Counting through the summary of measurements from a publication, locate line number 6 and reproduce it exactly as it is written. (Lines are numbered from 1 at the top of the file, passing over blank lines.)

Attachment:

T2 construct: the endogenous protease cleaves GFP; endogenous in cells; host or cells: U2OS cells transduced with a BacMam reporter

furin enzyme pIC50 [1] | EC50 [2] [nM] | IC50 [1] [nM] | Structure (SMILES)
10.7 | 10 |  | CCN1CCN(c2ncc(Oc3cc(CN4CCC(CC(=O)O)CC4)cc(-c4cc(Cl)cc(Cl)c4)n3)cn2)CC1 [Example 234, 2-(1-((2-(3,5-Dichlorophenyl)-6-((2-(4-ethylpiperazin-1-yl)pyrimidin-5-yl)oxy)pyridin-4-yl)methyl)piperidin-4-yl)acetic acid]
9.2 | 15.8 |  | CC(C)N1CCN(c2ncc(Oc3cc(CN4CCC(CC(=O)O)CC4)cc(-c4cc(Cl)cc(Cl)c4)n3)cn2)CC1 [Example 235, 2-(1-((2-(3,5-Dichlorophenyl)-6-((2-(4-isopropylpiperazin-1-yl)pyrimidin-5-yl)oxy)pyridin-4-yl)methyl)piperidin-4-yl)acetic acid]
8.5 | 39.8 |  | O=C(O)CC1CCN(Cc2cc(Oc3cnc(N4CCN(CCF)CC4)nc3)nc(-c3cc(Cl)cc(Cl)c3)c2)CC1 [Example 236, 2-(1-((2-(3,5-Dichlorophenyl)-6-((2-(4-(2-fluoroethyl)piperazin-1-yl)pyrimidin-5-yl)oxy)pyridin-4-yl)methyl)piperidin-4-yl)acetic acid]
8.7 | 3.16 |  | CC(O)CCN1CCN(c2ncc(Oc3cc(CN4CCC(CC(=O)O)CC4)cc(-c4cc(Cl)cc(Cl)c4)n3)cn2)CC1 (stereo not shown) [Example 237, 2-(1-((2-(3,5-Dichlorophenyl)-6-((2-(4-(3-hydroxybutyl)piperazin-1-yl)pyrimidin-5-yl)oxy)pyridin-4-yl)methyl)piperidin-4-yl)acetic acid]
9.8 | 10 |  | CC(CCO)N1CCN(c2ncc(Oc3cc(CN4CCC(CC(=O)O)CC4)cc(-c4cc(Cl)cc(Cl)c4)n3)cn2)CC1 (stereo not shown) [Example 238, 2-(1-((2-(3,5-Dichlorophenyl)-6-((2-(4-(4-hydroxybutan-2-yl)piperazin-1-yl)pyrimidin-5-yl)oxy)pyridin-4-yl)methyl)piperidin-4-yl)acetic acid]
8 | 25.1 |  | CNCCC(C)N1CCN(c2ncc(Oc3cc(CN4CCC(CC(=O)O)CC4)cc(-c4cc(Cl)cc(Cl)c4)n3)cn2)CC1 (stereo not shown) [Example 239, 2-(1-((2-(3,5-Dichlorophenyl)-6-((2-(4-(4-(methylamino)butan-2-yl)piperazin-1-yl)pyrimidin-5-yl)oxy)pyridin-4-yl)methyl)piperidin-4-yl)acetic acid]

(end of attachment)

8.7 | 3.16 |  | CC(O)CCN1CCN(c2ncc(Oc3cc(CN4CCC(CC(=O)O)CC4)cc(-c4cc(Cl)cc(Cl)c4)n3)cn2)CC1 (stereo not shown) [Example 237, 2-(1-((2-(3,5-Dichlorophenyl)-6-((2-(4-(3-hydroxybutyl)piperazin-1-yl)pyrimidin-5-yl)oxy)pyridin-4-yl)methyl)piperidin-4-yl)acetic acid]